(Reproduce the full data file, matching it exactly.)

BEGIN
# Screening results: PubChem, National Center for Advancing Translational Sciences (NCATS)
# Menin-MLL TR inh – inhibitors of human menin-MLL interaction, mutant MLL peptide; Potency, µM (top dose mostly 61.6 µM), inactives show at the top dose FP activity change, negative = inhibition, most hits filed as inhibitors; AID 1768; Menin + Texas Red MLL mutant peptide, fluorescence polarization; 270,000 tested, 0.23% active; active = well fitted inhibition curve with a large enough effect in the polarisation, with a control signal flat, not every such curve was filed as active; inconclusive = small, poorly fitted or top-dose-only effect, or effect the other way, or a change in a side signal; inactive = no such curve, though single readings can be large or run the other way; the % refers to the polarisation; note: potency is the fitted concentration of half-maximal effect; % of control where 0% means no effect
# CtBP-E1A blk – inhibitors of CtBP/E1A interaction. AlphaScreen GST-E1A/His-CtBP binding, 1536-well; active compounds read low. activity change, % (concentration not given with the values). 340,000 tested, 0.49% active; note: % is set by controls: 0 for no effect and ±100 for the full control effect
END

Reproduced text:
# Screening results: PubChem, National Center for Advancing Translational Sciences (NCATS)
# Menin-MLL TR inh – inhibitors of human menin-MLL interaction, mutant MLL peptide; Potency, µM (top dose mostly 61.6 µM), inactives show at the top dose FP activity change, negative = inhibition, most hits filed as inhibitors; AID 1768; Menin + Texas Red MLL mutant peptide, fluorescence polarization; 270,000 tested, 0.23% active; active = well fitted inhibition curve with a large enough effect in the polarisation, with a control signal flat, not every such curve was filed as active; inconclusive = small, poorly fitted or top-dose-only effect, or effect the other way, or a change in a side signal; inactive = no such curve, though single readings can be large or run the other way; the % refers to the polarisation; note: potency is the fitted concentration of half-maximal effect; % of control where 0% means no effect
# CtBP-E1A blk – inhibitors of CtBP/E1A interaction. AlphaScreen GST-E1A/His-CtBP binding, 1536-well; active compounds read low. activity change, % (concentration not given with the values). 340,000 tested, 0.49% active; note: % is set by controls: 0 for no effect and ±100 for the full control effect